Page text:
The sheaths of the rectus muscles are a direct continuation of the sheaths that line and lateral abdominal muscles (the external oblique muscle, the internal oblique muscle, and the transverse muscle). Each aponeurosis is split into two surfaces giving rise to a multilayered system where the tendinous fibers of the different surfaces are oriented at 90-degree angles (which greatly increases resistance to physical loads). Near the midline of the abdomen, the fibers of the sheaths also cross in the anteroposterior direction in addition to their 90-degree multiplanar angulation, giving rise to a robust tendon raphe named linea alba.
The rectus abdominis muscles are vascularized primarily by the inferior epigastric arteries and to a lesser extent by the superior epigastric arteries. There are also small terminal branches of the last three posterior intercostal arteries, the subcostal artery, the lumbar arteries, and the deep circumflex iliac artery that may provide some vascular contribution.
The rectus abdominis muscles are innervated by the anterior terminal branches of the last seven thoracic spinal nerves.
The rectus muscles give containment and tone to the abdominal wall, they also antagonize the lats allowing for torso flexion and correct posture.
The pyramidal muscles, located in front of the rectus muscles in their lower portion, are triangular in shape and are inserted by tendinous fibers on the anterosuperior margin of the pubis. They are also covered by the anterior sheath of the rectus muscles. Decreasing progressively upward, they reduce in width, insert medially on the linea alba, and terminate with an apex situated with some anatomical variability between the umbilicus and pubis.
The pyramidal muscle is vascularized by branches of the inferior epigastric artery.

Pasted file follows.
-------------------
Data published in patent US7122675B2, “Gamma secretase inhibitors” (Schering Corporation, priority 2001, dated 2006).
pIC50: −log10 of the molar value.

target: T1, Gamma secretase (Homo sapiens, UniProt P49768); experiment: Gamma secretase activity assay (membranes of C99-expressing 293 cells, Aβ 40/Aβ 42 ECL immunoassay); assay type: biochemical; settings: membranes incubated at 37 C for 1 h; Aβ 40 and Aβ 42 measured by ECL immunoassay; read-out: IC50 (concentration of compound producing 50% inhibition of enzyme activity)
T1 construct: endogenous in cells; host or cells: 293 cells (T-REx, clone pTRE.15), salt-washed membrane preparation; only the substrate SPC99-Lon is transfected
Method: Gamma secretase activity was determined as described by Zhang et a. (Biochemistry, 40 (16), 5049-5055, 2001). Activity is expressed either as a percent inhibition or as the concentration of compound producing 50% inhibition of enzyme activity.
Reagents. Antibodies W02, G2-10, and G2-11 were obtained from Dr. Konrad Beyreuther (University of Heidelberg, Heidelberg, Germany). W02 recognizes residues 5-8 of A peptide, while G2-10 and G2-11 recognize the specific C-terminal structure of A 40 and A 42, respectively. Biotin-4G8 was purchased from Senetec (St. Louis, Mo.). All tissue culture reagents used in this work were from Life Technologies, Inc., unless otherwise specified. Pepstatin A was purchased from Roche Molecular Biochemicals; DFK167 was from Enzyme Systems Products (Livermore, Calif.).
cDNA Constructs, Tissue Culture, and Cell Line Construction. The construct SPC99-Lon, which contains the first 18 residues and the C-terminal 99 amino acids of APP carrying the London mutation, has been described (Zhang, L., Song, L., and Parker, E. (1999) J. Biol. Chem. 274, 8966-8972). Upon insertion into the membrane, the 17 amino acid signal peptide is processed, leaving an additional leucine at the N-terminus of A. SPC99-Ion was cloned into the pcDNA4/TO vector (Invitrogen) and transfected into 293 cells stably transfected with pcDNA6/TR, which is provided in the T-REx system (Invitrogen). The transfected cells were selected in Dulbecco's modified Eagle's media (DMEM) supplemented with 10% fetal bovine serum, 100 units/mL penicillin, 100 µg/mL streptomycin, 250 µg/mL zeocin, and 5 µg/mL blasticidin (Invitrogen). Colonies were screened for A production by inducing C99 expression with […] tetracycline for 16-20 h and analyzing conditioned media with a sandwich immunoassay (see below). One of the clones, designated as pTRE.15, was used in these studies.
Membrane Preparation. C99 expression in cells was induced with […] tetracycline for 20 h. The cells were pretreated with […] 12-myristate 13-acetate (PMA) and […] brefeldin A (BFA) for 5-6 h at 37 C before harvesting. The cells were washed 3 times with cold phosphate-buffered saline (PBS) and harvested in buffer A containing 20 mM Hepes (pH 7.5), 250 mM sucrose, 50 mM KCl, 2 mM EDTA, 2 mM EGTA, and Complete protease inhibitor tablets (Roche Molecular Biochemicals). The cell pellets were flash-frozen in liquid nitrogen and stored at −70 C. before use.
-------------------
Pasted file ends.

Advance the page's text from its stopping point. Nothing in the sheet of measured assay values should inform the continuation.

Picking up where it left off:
Innervation is from terminal branches of the subcostal nerve.
The pyramidal muscle acts by tensing the lower part of the abdominal wall and linea alba.
The linea alba
Linea alba is a tendon raphe, that is, a tendon whose fibers are centrally unified.
As the name suggests, it is white in color and has a precise microscopic weave of its fibers to increase its strength.
linea alba extends from thexiphoid apophysis of the sternum to the pubic symphysis.
Its tendinous fibers derive from the anterior and posterior sheaths of the rectus abdominis muscles, which in turn are a continuation of the sheaths of the other antero-lateral abdominal muscles.
The linea alba is sometimes externally perceptible in subjects with little panniculus adiposus and muscularity. Its width varies with respect to the level of measurement: it is wider above the umbilicus than below and reaches its maximum width at the level of the umbilicus (Rath et al. 1996).
The umbilicus is a scarred fibrous remnant. It consists of skin and several fibrous layers that more internally adhere to the parietal peritoneum.
Its shape and insertion level compared to linea alba can vary subjectively, being on average lower in overweight subjects.
In fetal age, the umbilicus is transected by the vessels of the umbilical cord and closes a few days after birth. The remnants of the vessels conveyed by the umbilical cord remain visible on the posterior aspect of the abdominal wall even when atrophied.